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dc.contributor.authorKeramatikerman, M.
dc.contributor.authorChegenizadeh, Amin
dc.contributor.authorNikraz, Hamid
dc.identifier.citationKeramatikerman, M. and Chegenizadeh, A. and Nikraz, H. 2018. Effect of Slag on Restoration Mechanical Characteristics of Ethanol Gasoline-Contaminated Clay. Journal of Environmental Engineering (United States). 144 (7).

This study investigates the effect of slag on the mechanical characteristics of clay contaminated with ethanol gasoline (E10) by performing a series of unconfined compressive strength (UCS) tests. The effect of slag in four percentages of 0, 2, 4, and 6% (by dry weight) and three curing periods of 7, 14, and 28 days on clay contaminated with different E10 contents (i.e., 0, 3, 5, and 7% by dry weight) was examined. Additionally, 1% portland cement (PC) was added into all of the mixtures to keep the integrity of the untreated specimens and for ease of comparison. The compaction test results showed that the addition of E10 reduced the optimum moisture content (wopt) and increased the maximum dry density (?dmax), but that the addition of slag caused adverse behavior for the mentioned parameters. The analysis of the UCS results showed that increasing E10 reduced the peak UCS (qu) values, but that the addition of slag and curing time was effective in improving the peak UCS values. The presence of oriented soil particles in a contaminated specimen was observed through scanning electron microscopy (SEM) analysis. The reduction of peak UCS values was confirmed to be due to the sliding behavior of soil particles induced by the viscose nature of E10. Additionally, observing a lower peak intensity value in the X-ray powder diffraction (XRD) pattern of the hydration products was another reason for recorded lower peak UCS values in contaminated specimens.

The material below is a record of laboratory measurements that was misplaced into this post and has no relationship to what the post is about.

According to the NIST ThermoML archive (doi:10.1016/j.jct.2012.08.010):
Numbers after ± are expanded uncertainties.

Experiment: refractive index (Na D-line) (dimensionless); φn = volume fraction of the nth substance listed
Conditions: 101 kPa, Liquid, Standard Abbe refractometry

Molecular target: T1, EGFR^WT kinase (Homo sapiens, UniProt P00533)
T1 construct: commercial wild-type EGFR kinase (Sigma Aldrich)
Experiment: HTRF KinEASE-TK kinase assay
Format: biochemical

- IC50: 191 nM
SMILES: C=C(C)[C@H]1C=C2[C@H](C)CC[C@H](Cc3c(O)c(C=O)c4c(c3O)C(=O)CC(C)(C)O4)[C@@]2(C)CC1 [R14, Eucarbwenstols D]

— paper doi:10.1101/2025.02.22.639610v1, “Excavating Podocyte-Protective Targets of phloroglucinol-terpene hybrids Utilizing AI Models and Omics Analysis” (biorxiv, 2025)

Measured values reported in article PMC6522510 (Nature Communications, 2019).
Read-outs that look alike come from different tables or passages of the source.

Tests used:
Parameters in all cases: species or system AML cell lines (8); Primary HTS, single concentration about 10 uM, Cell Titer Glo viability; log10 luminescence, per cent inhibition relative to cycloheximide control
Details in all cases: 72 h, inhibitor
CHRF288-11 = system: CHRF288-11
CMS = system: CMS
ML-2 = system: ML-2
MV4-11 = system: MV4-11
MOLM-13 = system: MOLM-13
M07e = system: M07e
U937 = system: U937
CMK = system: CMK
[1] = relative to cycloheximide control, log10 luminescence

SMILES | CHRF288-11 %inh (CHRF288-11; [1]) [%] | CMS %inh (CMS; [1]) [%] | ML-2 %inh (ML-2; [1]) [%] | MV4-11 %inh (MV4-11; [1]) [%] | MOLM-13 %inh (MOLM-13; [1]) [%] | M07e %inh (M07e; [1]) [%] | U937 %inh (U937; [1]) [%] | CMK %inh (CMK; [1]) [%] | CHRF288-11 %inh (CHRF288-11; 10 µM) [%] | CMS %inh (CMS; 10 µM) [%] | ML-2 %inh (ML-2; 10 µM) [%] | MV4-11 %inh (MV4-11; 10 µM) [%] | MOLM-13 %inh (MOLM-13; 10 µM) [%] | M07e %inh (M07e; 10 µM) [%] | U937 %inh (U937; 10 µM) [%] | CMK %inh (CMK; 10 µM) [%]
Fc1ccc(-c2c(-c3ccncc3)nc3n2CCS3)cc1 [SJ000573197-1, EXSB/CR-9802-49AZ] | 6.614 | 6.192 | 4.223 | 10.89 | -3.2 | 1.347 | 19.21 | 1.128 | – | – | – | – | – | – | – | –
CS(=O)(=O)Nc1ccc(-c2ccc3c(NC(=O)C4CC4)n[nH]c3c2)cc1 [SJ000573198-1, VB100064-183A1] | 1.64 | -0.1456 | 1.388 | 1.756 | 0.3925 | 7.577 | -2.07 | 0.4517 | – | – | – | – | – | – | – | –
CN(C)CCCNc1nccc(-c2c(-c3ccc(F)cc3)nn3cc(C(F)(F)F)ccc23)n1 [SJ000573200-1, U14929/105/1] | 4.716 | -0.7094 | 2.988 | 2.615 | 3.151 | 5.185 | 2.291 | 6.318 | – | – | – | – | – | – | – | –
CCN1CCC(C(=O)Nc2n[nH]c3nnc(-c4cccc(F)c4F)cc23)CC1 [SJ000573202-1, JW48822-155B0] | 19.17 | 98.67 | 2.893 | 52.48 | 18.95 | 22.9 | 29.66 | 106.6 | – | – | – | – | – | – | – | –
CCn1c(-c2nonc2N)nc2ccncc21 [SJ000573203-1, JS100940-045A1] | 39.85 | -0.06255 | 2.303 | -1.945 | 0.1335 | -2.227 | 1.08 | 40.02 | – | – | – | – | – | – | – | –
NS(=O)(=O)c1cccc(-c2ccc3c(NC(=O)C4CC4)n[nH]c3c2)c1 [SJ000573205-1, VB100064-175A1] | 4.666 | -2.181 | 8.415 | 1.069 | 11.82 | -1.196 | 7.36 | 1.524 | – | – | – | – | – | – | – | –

dc.titleEffect of Slag on Restoration Mechanical Characteristics of Ethanol Gasoline-Contaminated Clay
dc.typeJournal Article
dcterms.source.titleJournal of Environmental Engineering (United States)
curtin.departmentSchool of Civil and Mechanical Engineering (CME)
curtin.accessStatusFulltext not available

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